In the Turkana area of northern Kenya, livestock numbers have dwindled drastically due to the drought. Livestock is the mainstay of the nomadic Turkana people, who are relying increasingly on food aid to survive. With the support of an aid agency, one community on the shores of Lake Turkana has integrated a non-traditional food into their rations to meet their protein needs. By sourcing fish locally, a thriving local market is also created, increasing the incomes of fishermen and fish traders and, thus, multiplying the benefits of food aid.
Foreign food aid has drawbacks
Meyen Nang’iro Eipa and his friends attend a function in the village of Kalokutonyag in the Turkana area of northern Kenya. They use small rocks to chip away at a hard, dry nut that they and others then attempt to tear with their teeth.
All of Eipa’s cattle have died in this drought and previous ones. For nomadic herders such as Eipa, livestock mean life: the source of a family’s food, income, and peace of mind. “My children do not have a reliable food source because of the drought," he noted. "We are relying on wild fruits to survive. When these wild fruits are finished, we no alternative other than to die.”
Eipa and his family receive some food aid, but he says it is not enough.
Food distribution points have been set up in locations all across the Turkana area. Aid groups and government personnel hand out rations of fortified porridge and other foods meant to prevent or treat the malnutrition that is skyrocketing as the drought rages on.
But dumping foreign food into a community has its drawbacks. The aid benefits only the relatively few people who receive it. Even then, recipients are pressured to share their rations with others who are hungry, as rations are handed out in bulk. Having to line up for food can also be a degrading experience.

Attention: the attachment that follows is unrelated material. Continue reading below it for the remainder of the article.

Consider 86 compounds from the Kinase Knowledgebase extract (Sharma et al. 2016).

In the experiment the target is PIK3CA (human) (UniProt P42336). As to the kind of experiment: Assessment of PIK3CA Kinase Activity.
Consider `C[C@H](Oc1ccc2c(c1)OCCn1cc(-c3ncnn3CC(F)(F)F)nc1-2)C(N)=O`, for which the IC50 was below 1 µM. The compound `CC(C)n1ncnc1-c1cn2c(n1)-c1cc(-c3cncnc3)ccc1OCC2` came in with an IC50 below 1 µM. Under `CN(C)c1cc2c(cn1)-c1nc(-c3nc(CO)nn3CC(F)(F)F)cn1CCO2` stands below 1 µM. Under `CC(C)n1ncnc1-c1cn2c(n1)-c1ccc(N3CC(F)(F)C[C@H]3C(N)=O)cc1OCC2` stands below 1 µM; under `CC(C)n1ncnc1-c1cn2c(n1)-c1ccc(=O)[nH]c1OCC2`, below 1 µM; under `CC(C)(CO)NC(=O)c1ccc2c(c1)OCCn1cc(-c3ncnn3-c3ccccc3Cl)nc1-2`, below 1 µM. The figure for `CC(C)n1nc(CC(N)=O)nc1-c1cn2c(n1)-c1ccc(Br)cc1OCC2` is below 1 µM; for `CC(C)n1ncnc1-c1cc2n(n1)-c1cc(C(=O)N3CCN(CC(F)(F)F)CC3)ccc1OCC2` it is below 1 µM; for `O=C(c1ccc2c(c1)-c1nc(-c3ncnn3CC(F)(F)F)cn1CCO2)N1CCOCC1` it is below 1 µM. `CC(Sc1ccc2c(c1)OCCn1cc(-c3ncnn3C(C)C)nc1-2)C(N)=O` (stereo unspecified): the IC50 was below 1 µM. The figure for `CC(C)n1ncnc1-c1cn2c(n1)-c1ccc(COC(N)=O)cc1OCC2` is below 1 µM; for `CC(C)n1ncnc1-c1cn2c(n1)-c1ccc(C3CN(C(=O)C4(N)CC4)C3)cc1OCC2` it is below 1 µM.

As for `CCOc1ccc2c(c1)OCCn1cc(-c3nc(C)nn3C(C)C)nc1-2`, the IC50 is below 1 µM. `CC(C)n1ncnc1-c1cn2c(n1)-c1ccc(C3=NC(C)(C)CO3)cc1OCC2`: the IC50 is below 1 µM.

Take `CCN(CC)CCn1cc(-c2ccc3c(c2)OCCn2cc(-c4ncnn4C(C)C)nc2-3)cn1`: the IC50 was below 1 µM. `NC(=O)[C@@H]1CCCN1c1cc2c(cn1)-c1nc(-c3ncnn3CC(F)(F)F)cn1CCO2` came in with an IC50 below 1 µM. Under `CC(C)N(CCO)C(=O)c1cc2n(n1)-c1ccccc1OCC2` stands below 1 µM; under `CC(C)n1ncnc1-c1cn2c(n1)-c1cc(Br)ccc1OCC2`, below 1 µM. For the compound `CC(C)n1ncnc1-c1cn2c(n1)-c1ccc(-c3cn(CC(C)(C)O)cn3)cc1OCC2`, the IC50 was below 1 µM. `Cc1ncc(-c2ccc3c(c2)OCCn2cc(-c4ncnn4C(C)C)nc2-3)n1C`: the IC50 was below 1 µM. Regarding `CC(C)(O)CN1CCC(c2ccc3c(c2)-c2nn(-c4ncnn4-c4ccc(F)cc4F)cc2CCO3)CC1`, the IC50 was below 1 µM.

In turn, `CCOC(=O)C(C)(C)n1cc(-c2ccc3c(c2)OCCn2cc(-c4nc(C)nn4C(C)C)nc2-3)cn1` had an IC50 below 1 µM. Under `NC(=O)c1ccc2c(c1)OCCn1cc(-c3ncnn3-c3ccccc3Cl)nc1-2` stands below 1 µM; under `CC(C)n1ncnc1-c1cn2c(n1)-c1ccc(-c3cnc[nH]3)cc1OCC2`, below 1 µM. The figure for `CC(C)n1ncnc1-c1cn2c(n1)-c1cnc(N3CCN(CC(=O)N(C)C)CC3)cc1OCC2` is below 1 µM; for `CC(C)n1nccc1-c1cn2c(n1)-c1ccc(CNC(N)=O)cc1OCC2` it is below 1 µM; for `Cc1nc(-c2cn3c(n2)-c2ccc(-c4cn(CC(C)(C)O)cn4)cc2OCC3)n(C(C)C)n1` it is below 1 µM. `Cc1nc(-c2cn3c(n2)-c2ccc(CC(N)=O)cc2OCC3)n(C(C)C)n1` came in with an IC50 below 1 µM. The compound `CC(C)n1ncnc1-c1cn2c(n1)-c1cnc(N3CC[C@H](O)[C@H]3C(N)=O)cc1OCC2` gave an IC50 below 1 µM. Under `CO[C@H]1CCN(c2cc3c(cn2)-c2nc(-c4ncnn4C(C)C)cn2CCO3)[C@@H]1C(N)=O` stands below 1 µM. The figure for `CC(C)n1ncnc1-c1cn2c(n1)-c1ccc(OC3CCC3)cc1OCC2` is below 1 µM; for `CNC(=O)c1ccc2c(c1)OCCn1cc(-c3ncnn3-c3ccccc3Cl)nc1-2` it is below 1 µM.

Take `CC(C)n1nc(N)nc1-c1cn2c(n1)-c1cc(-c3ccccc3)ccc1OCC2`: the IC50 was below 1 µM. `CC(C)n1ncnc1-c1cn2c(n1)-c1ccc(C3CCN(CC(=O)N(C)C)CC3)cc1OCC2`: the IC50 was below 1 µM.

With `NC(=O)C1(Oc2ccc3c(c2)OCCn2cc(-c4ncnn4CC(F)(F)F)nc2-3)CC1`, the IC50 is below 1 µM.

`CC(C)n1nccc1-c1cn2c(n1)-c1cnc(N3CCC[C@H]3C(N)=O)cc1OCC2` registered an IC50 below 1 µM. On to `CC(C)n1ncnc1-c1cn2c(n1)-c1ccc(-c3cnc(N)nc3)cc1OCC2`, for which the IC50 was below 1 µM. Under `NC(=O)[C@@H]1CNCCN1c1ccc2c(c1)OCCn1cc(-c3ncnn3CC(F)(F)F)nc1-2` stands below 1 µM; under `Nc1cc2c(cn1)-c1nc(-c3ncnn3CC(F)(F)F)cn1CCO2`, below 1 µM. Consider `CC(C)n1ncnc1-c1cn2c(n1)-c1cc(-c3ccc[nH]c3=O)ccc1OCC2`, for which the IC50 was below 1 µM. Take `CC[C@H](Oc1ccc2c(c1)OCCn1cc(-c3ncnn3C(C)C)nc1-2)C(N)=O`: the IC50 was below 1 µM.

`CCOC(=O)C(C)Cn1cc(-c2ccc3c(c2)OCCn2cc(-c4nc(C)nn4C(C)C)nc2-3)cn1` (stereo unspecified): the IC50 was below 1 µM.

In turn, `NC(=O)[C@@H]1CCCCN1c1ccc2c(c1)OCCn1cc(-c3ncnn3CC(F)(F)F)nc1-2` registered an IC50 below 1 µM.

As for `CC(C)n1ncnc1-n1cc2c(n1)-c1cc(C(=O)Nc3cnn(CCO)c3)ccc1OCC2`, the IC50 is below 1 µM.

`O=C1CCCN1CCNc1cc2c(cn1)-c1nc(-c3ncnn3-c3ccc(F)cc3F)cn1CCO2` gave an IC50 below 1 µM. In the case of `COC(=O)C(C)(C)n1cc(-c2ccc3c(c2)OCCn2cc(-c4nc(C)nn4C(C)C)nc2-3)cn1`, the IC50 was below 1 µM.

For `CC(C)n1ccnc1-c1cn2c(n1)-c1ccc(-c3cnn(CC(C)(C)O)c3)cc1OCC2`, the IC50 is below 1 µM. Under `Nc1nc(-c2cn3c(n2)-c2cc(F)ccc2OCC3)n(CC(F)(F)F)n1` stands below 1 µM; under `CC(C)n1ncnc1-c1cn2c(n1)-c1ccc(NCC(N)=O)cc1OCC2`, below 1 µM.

But one community near Lake Turkana is turning to a food other than the traditional livestock for their source of protein. With the support of an aid agency, villagers have also found a way to multiply the benefits of food aid and deliver it in a dignified way.
Voucher aid program
On the shores of Lake Turkana, Peter Asaenyan returns from a morning of fishing, dragging his net to the shore.
He removes his catch from the nets and takes his fish to a shop in Nasechabuin village. Trader Peter Abwel purchases the fish, dries them under the hot sun, and stores them in his shop.
Food aid recipients come to Abwel’s shop with a voucher given to them by the aid agency Oxfam, which entitles them to receive some fish. Abwel then redeems the voucher for cash from the agency.
The project has created a ready market for fish in the village of Nasechabuin and area, whereas before the closest viable market was in the town of Kakuma more than two hours away.
Local fishermen benefit from project
Fisherman Peter Asaenyan says his income has increased because he no longer has to pay transportation and hotel costs to sell his fish in Kakuma. He explains that it has made a huge difference in his family’s life. “I can buy my children food and take them to school. When I went to Kakuma, I could stay there for one week waiting for the market. When I came back home, I would find my children sick and hungry," he said. "When I sell my fish here, I can see what problems are happening at home and manage those problems.”
Likewise, fish trader Peter Abwel says he saves money by selling his processed fish locally rather than in Kakuma and other places. He says the project has made his work easier and appreciates the training and help with licenses and loans that the project provides.
“I can get the fish directly from the fisherman in bulk. Before, I had to go to the lake, collect the fish, and transport them to another town to sell. I was experiencing a lot of hardships in transportation and licenses. Now I can sell the fish here,” Asaenyan explained.
Oxfam, making a difference
Joseph Akure is deputy program coordinator for Oxfam. He explains that standard supplementary food rations contain a protein source typically from pulses such as beans. He says substituting fish for plant protein makes the rations more nutritious and cuts down on firewood and water to boil the beans. Akure says it is also a departure from the way food aid is delivered.
“This is like a shop. You just walk in with your voucher, buy whatever you need, take it home, come back again when you need more. It brings in some dignity when you go in. It avoids issues of sharing, because you only get to take home what you need, say for a week,” he said.
Akure says he thinks the local market for fish will continue long after food distributions end in Nasechabuin and area, with the incomes of traders and fishermen continuing to be steady. He says other businesses are developing as a result.